Super Fun Rollercoaster Problem

The mass is always positive, so the force must be positive to make the left side equal the right side.In summary, the roller coaster car is going over the top of a 14-m-radius circular rise, and at the top of the hill, the passengers feel light with an apparent weight only 60% of their true weight. The normal force is always away from the surface and can only push on an object. In this example, the roller coaster is on the outside and "down" is chosen as positive. The net force is mg - N, with the right side being positive and equal to mv2/r. The acceleration is also positive at the top of the track and negative at the bottom.
  • #1
eglaud

Homework Statement


A roller coaster car is going over the top of a 14-m-radius circular rise. At the top of the hill, the passengers "feel light," with an apparent weight only 60 % of their true weight. How fast is the rollar coaster going?

My problem first is I am unsure where the normal force is going - my professor said that with centrifical motion the normal force is always inwards, but I remember when we did this problem he made it upwards. Then, he set mg - N = mv2/r. I just don't understand how he got the left side, why is it mg - N and not the other way around? Does it matter?

Homework Equations


a=v2/r

The Attempt at a Solution


N=1.5mg

N - mg = mv2/r

0.5(mg) * r = v2
 
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  • #2
To begin with, the normal force is always away from the surface. A surface cannot pull on an object, it can only push on it. At the top of the track there are two possibilities
(a) If the roller coaster is on the outside, the normal force is up opposite to gravity.
(b) If the roller coaster is on the inside, the normal force is down, in the same direction as gravity.

In the example that your professor showed you it seems that the roller coaster was on the outside. It also seems that he assumed that "down" is positive. In that case the normal force is "up" (negative) and the weight (down) is positive. Thus, the net force is mg - N. The right side is positive (down towards the center) and equal to mv2/r. So mg - N = mv2/r.
 
  • #3
kuruman said:
To begin with, the normal force is always away from the surface. A surface cannot pull on an object, it can only push on it. At the top of the track there are two possibilities
(a) If the roller coaster is on the outside, the normal force is up opposite to gravity.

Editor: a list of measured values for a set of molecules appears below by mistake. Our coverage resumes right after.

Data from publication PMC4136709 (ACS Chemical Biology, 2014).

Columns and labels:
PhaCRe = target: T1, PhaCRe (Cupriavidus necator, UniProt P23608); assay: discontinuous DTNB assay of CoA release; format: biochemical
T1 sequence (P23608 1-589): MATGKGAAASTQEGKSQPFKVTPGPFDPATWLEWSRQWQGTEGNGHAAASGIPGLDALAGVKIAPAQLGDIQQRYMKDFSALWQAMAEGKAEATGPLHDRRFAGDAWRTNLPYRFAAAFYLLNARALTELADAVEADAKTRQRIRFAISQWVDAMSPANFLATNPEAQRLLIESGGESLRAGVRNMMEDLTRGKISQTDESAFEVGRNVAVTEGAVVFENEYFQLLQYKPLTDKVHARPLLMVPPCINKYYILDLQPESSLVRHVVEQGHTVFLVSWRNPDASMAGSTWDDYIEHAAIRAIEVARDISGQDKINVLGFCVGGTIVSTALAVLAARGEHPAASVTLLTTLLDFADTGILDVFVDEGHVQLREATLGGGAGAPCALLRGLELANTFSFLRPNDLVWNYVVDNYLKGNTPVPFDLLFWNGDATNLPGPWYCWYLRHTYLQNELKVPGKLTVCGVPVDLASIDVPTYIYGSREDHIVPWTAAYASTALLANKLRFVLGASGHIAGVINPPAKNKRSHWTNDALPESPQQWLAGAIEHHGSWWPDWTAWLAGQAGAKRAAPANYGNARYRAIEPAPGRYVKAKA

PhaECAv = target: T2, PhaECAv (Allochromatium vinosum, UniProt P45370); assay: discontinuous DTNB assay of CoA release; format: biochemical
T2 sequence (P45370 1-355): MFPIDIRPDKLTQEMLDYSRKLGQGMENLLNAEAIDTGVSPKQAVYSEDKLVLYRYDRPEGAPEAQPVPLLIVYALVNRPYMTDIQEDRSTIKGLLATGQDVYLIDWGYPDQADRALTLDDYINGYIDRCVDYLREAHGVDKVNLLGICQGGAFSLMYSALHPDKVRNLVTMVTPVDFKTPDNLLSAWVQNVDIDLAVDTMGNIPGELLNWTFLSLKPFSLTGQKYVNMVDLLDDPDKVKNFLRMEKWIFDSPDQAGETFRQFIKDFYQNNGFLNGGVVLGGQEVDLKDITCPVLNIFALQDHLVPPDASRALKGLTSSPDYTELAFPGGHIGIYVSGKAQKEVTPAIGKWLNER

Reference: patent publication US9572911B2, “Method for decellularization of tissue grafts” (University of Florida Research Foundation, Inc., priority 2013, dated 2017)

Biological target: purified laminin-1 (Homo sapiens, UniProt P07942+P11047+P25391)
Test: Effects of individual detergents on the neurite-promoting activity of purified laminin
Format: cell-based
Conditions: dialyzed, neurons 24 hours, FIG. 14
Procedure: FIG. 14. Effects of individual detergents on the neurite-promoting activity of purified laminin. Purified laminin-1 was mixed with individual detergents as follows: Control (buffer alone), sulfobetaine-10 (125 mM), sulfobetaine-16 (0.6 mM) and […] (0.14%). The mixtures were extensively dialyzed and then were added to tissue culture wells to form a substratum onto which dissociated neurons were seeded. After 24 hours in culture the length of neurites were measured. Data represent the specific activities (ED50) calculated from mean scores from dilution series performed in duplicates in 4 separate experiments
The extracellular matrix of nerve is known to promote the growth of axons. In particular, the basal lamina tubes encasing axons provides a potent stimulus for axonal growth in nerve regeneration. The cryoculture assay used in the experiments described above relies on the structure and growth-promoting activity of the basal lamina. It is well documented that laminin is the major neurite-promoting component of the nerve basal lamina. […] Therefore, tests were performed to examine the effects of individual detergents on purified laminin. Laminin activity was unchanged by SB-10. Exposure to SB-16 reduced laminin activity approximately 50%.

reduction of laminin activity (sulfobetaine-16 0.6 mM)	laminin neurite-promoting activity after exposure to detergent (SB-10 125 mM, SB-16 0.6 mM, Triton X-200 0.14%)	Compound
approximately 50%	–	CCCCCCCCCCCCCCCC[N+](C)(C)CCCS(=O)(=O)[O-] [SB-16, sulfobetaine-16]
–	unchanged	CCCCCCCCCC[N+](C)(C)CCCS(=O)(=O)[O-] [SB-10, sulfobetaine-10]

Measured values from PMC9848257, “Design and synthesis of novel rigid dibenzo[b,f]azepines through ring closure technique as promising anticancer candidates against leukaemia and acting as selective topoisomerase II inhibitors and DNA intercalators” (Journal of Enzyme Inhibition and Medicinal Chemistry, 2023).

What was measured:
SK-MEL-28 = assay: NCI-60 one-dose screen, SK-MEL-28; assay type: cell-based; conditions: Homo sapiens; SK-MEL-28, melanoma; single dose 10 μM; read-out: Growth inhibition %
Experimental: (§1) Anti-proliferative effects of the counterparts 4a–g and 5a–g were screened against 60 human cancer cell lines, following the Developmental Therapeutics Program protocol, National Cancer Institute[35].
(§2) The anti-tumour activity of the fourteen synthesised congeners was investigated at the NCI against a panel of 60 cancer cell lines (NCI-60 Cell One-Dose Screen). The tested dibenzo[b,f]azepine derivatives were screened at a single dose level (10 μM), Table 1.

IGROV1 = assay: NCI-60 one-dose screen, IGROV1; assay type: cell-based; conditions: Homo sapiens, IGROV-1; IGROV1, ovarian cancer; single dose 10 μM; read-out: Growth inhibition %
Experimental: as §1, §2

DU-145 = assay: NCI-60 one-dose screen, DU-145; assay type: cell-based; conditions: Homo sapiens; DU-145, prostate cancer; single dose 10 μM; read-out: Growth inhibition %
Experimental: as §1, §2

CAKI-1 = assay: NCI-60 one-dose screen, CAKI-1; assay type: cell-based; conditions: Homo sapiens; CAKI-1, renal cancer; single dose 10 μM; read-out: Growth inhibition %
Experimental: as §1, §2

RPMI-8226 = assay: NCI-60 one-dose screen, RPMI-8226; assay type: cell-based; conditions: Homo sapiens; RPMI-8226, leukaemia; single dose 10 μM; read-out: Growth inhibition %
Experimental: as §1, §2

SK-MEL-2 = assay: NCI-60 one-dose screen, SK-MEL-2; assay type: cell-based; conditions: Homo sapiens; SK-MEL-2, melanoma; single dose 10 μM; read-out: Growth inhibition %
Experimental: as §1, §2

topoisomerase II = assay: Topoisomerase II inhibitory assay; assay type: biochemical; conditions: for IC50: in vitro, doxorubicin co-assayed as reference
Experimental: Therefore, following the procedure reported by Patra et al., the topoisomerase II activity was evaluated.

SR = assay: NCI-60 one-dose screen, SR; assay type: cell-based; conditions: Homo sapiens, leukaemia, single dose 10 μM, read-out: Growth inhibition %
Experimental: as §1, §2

(b) If the roller coaster is on the inside, the normal force is down, in the same direction as gravity.

In the example that your professor showed you it seems that the roller coaster was on the outside. It also seems that he assumed that "down" is positive. In that case the normal force is "up" (negative) and the weight (down) is positive. Thus, the net force is mg - N. The right side is positive (down towards the center) and equal to mv2/r. So mg - N = mv2/r.
Okay, what you said about the N makes a lot of sense, thanks! As for the question, you're saying that the ma is positive as well, but why?
 
  • #4
Because in this example "down" has been chosen as positive. When the roller coaster is at the top of the track, its acceleration is towards the center which is "down", therefore positive. When the roller coaster is at the bottom of the track, its acceleration is still towards the center which in this case is "up" therefore negative.
 

Related to Super Fun Rollercoaster Problem

1. What is the Super Fun Rollercoaster Problem?

The Super Fun Rollercoaster Problem is a hypothetical scenario used in mathematics and physics to demonstrate concepts such as conservation of energy and forces on objects in motion. It involves a rollercoaster car traveling along a track with various inclines, declines, and loops.

2. What is the purpose of the Super Fun Rollercoaster Problem?

The purpose of the Super Fun Rollercoaster Problem is to provide a real-world example for students to apply their knowledge of physics and mathematics. It helps them understand how forces and energy work in a dynamic system and how to solve problems using equations and principles.

3. What are the main components of the Super Fun Rollercoaster Problem?

The main components of the Super Fun Rollercoaster Problem are the rollercoaster track, the rollercoaster car, and the forces acting on the car, such as gravity, normal force, and friction. The problem also involves calculating the potential and kinetic energy at different points along the track.

4. How is the Super Fun Rollercoaster Problem solved?

The Super Fun Rollercoaster Problem is typically solved using equations and principles from physics and mathematics, such as the conservation of energy and Newton's laws of motion. Students may also use graphical methods or computer simulations to analyze the problem and make predictions.

5. What can we learn from the Super Fun Rollercoaster Problem?

The Super Fun Rollercoaster Problem teaches us about the laws of physics and how they apply to real-world situations. It also helps us develop problem-solving skills and critical thinking abilities. Additionally, it can be used to demonstrate the importance of safety and engineering in designing amusement park rides.

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